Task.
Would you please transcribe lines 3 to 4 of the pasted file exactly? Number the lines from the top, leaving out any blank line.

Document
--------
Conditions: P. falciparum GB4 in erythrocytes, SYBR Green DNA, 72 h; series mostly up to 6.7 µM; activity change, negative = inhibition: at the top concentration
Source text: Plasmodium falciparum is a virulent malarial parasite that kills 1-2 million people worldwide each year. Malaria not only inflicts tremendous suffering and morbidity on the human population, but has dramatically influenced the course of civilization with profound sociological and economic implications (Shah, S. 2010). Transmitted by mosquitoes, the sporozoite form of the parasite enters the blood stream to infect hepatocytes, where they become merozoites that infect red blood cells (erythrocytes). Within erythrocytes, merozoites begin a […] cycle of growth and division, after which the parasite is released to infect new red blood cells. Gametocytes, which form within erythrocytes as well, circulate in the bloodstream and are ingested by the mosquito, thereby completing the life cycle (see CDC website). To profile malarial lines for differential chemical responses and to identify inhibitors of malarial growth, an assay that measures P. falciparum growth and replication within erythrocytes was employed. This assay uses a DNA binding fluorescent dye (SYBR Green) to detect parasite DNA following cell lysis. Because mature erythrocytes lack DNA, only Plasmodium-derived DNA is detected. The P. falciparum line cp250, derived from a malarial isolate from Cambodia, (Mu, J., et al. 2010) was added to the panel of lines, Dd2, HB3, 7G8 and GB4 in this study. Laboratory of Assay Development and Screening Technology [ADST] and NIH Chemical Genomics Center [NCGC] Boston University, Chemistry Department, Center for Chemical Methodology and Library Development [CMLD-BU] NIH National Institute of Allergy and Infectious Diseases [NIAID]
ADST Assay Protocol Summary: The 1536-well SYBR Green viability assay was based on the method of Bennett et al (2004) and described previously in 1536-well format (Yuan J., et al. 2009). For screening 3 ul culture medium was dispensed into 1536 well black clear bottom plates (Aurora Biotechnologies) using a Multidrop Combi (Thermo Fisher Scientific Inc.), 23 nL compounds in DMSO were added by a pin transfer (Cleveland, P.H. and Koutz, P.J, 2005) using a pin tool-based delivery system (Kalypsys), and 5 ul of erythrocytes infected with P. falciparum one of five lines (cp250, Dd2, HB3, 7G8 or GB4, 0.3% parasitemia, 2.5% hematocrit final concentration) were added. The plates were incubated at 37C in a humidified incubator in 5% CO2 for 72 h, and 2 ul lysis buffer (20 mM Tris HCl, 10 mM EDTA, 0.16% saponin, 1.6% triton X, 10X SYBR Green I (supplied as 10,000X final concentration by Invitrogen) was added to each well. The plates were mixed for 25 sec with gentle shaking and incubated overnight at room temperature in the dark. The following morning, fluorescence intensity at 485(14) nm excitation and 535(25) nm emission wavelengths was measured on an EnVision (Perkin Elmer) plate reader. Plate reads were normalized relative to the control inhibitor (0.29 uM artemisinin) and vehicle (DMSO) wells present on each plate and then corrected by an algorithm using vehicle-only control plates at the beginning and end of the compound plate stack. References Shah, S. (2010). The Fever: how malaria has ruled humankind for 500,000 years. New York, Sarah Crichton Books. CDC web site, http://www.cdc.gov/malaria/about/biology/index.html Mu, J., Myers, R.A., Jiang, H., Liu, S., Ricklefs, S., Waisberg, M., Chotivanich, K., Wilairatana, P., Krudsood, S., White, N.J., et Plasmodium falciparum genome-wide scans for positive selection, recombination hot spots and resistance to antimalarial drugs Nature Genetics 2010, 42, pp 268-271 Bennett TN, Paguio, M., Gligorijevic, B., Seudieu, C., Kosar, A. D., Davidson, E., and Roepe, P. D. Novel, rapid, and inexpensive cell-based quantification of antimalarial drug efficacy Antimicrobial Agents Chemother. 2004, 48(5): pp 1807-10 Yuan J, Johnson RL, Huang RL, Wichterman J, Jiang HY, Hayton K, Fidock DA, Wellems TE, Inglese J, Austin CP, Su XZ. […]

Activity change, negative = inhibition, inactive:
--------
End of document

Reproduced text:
ADST Assay Protocol Summary: The 1536-well SYBR Green viability assay was based on the method of Bennett et al (2004) and described previously in 1536-well format (Yuan J., et al. 2009). For screening 3 ul culture medium was dispensed into 1536 well black clear bottom plates (Aurora Biotechnologies) using a Multidrop Combi (Thermo Fisher Scientific Inc.), 23 nL compounds in DMSO were added by a pin transfer (Cleveland, P.H. and Koutz, P.J, 2005) using a pin tool-based delivery system (Kalypsys), and 5 ul of erythrocytes infected with P. falciparum one of five lines (cp250, Dd2, HB3, 7G8 or GB4, 0.3% parasitemia, 2.5% hematocrit final concentration) were added. The plates were incubated at 37C in a humidified incubator in 5% CO2 for 72 h, and 2 ul lysis buffer (20 mM Tris HCl, 10 mM EDTA, 0.16% saponin, 1.6% triton X, 10X SYBR Green I (supplied as 10,000X final concentration by Invitrogen) was added to each well. The plates were mixed for 25 sec with gentle shaking and incubated overnight at room temperature in the dark. The following morning, fluorescence intensity at 485(14) nm excitation and 535(25) nm emission wavelengths was measured on an EnVision (Perkin Elmer) plate reader. Plate reads were normalized relative to the control inhibitor (0.29 uM artemisinin) and vehicle (DMSO) wells present on each plate and then corrected by an algorithm using vehicle-only control plates at the beginning and end of the compound plate stack. References Shah, S. (2010). The Fever: how malaria has ruled humankind for 500,000 years. New York, Sarah Crichton Books. CDC web site, http://www.cdc.gov/malaria/about/biology/index.html Mu, J., Myers, R.A., Jiang, H., Liu, S., Ricklefs, S., Waisberg, M., Chotivanich, K., Wilairatana, P., Krudsood, S., White, N.J., et Plasmodium falciparum genome-wide scans for positive selection, recombination hot spots and resistance to antimalarial drugs Nature Genetics 2010, 42, pp 268-271 Bennett TN, Paguio, M., Gligorijevic, B., Seudieu, C., Kosar, A. D., Davidson, E., and Roepe, P. D. Novel, rapid, and inexpensive cell-based quantification of antimalarial drug efficacy Antimicrobial Agents Chemother. 2004, 48(5): pp 1807-10 Yuan J, Johnson RL, Huang RL, Wichterman J, Jiang HY, Hayton K, Fidock DA, Wellems TE, Inglese J, Austin CP, Su XZ. […]

Activity change, negative = inhibition, inactive: